There are a range of sustainability ‘certifications and commitments’ to look out for as tourists travelling in New Zealand. They will help you get the experience you want, while also working more in harmony with nature and local people.
But no matter what certifications and accreditations a tourism operator has, it’s most important to ask lots of questions and give back where you can. This helps ensure their operations align with your values, It sends a strong signal of support back into the tourism sector. It helps to keep them honouring the commitments they have signed up to. It lets them know the value of this work, and that people care enough to talk about it.
Look out for:
Qualmark is owned by Tourism New Zealand and is New Zealand’s official quality accreditation programme for tourism businesses. It is based on assessing businesses in four key criteria: health and safety, environment, social/people and economic.
Committed to Sustainable Tourism
Led by Tourism Industry Aotearoa, the New Zealand Tourism Sustainability Commitment is a voluntary self-reporting set of 14 sustainability commitments.
The Sustainable Business Network Directory
Formed in 2002, SBN has more than 500 member organisations committed to progress in sustainable business. Its Directory includes hotels, campervan operators, nationwide attractions, cafes, restaurants and more.
The Conscious Consumers App helps travellers identify cafes and restaurants that align with their values. It also offers great deals and enables you to track how much you’ve spent at accredited businesses.
Enviro-Mark, carboNZero and CEMARS
These are New Zealand’s world class programmes for efficient, credible carbon footprint calculation, reporting and reduction. Look out for these accreditations, and find out more about what the holders are doing to help tackle climate change.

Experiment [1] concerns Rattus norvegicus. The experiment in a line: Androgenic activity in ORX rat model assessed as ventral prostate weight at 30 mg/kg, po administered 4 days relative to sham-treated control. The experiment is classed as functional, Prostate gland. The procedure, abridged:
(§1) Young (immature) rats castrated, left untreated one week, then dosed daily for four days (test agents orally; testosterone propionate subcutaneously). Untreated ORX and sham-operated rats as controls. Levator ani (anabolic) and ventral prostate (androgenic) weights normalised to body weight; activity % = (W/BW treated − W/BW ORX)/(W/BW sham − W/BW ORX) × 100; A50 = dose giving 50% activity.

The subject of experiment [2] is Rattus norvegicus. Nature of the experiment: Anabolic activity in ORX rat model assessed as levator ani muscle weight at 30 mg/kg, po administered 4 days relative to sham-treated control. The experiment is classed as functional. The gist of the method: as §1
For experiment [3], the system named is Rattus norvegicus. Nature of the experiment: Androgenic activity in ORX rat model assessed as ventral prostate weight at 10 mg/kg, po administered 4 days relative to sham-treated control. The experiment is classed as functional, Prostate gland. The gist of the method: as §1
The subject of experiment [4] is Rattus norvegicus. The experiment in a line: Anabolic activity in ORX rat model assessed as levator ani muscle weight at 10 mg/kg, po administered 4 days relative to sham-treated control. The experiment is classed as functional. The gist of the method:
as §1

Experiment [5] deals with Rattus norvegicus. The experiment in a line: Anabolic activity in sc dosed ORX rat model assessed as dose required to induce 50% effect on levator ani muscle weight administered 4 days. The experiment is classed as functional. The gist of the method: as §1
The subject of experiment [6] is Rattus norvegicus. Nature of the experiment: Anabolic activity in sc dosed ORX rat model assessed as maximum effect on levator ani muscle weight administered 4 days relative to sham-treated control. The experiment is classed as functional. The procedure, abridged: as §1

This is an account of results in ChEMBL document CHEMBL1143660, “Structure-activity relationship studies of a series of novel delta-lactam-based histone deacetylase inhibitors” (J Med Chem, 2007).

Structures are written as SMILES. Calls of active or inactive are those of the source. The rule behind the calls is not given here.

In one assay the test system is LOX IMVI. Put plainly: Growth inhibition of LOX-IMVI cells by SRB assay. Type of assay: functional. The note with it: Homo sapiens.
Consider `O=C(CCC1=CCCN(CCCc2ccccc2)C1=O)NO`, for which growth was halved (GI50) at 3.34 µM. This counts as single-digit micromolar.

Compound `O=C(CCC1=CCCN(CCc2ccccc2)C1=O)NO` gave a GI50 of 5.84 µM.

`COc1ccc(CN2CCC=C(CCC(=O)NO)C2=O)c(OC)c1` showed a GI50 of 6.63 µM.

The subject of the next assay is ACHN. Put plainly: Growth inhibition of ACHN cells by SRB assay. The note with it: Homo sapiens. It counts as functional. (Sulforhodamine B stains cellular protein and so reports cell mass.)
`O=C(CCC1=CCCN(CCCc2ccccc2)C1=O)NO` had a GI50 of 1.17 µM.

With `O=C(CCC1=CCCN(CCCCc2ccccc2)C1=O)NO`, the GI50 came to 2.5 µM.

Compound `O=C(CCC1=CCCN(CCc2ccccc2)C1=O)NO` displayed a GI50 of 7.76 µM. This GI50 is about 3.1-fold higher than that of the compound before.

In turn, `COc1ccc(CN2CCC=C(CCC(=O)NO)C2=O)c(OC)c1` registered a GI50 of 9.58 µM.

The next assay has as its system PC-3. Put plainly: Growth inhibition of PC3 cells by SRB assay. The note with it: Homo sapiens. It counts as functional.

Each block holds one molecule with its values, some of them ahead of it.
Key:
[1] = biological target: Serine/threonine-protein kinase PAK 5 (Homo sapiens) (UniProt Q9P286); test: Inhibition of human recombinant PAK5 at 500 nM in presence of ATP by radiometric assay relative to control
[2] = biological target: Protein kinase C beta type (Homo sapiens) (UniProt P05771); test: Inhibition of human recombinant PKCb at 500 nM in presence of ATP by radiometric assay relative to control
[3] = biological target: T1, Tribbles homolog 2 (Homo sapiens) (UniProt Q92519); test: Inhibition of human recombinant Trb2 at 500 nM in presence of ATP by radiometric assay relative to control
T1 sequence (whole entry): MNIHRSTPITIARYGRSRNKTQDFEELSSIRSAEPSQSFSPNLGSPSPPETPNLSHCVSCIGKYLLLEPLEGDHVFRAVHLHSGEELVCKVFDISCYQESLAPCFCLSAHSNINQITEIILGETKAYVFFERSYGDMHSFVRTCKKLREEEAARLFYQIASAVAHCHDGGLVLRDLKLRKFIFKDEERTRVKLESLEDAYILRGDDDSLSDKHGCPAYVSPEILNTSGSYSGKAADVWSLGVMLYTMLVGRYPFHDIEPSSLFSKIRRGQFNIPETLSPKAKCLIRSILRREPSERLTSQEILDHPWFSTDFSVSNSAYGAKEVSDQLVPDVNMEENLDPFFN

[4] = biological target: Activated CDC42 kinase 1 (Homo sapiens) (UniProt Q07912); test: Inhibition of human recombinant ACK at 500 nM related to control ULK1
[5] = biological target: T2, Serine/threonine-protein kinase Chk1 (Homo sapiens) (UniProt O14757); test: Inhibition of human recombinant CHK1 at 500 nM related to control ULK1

What else you can do to make your trip more sustainable and enriching for everyone involved:
1. Give feedback
Many of us don’t like to ‘make a fuss’ when we are on holiday. We let a lot of things slide. However, polite feedback is really useful in generating a better experience for everybody. In a recent study released by Green Lodgings 44 percent of surveyed hotels said guest comments had triggered changes towards sustainability.
2. Learn about New Zealand culture
A little time learning about New Zealand’s history and culture will pay back many times over when travelling around.
3. Minimise waste
It’s easy to let good habits slip while you are on holiday, even if they are well established in your home routines. But plan ahead. Bring a reusable water bottle with you and fill up as you go. Carry some extra bags for shopping so you can so no to the plastic ones while shopping. Choose local food options where you can and Fair Trade where you can’t.
4. Cut the carbon
If you come from overseas you’ll have generated a pretty hefty carbon footprint getting here. So it’s good to look out for options like Ekos to offset your flight.
The more environmentally friendly ways to get around tend to be slower. Consider walking, cycling, going by bus or train and kayaking. Avoid driving, motorbikes and motorboats where possible. Travelling slower means you can get to know places and people better too.
If you do need a vehicle, check out the electric vehicle options. They include everything from electric bicycles to camper vans, and about 75% of New Zealand’s electricity comes from renewable sources. Major cities like Auckland, Christchurch and Wellington now have electric car share or bike rental options. These include Mevo in Wellington and CityHop in Auckland.
SBN is currently working with GOOD Travel and TIA to develop a more comprehensive sustainable tourism offering for New Zealand with a range of proposals being worked on now. We are establishing a regional pilot projects, with Queenstown Lakes District Council being our first region to support operators and tourists in this global tourism hotspot. SBN Member THL also recently put forward its own Kiwi version of Iceland’s responsible tourism pledge.
SBN CEO Rachel Brown says: “Tourism is New Zealand’s second most valuable export. It relies almost entirely on protecting the natural beauty of this country. That puts tourism businesses front of the line in developing and promoting sustainable business models for this country.
“Because this is increasingly important to the modern traveller, this will also help ensure New Zealand’s continued success as a world class destination.”
If you would like to know more about SBN’s tourism work, contact firstname.lastname@example.org